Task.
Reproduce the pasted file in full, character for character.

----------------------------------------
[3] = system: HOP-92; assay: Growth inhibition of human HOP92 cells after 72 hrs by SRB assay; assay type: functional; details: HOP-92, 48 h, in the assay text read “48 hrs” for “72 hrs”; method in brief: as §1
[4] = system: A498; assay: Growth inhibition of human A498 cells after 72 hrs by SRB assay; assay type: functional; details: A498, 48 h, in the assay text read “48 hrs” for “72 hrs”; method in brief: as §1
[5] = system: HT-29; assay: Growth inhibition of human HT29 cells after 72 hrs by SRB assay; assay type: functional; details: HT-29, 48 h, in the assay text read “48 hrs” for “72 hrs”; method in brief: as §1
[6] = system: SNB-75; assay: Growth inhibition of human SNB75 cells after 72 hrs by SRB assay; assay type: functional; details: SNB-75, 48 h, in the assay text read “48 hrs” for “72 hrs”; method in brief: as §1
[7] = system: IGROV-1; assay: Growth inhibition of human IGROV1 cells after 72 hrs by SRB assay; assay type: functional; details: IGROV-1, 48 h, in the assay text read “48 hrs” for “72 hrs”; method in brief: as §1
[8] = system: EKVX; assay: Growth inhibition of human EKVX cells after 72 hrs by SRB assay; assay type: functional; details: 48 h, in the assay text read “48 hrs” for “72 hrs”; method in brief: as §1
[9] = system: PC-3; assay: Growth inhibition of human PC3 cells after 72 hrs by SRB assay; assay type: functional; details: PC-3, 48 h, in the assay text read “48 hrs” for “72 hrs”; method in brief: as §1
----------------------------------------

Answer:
[3] = system: HOP-92; assay: Growth inhibition of human HOP92 cells after 72 hrs by SRB assay; assay type: functional; details: HOP-92, 48 h, in the assay text read “48 hrs” for “72 hrs”; method in brief: as §1
[4] = system: A498; assay: Growth inhibition of human A498 cells after 72 hrs by SRB assay; assay type: functional; details: A498, 48 h, in the assay text read “48 hrs” for “72 hrs”; method in brief: as §1
[5] = system: HT-29; assay: Growth inhibition of human HT29 cells after 72 hrs by SRB assay; assay type: functional; details: HT-29, 48 h, in the assay text read “48 hrs” for “72 hrs”; method in brief: as §1
[6] = system: SNB-75; assay: Growth inhibition of human SNB75 cells after 72 hrs by SRB assay; assay type: functional; details: SNB-75, 48 h, in the assay text read “48 hrs” for “72 hrs”; method in brief: as §1
[7] = system: IGROV-1; assay: Growth inhibition of human IGROV1 cells after 72 hrs by SRB assay; assay type: functional; details: IGROV-1, 48 h, in the assay text read “48 hrs” for “72 hrs”; method in brief: as §1
[8] = system: EKVX; assay: Growth inhibition of human EKVX cells after 72 hrs by SRB assay; assay type: functional; details: 48 h, in the assay text read “48 hrs” for “72 hrs”; method in brief: as §1
[9] = system: PC-3; assay: Growth inhibition of human PC3 cells after 72 hrs by SRB assay; assay type: functional; details: PC-3, 48 h, in the assay text read “48 hrs” for “72 hrs”; method in brief: as §1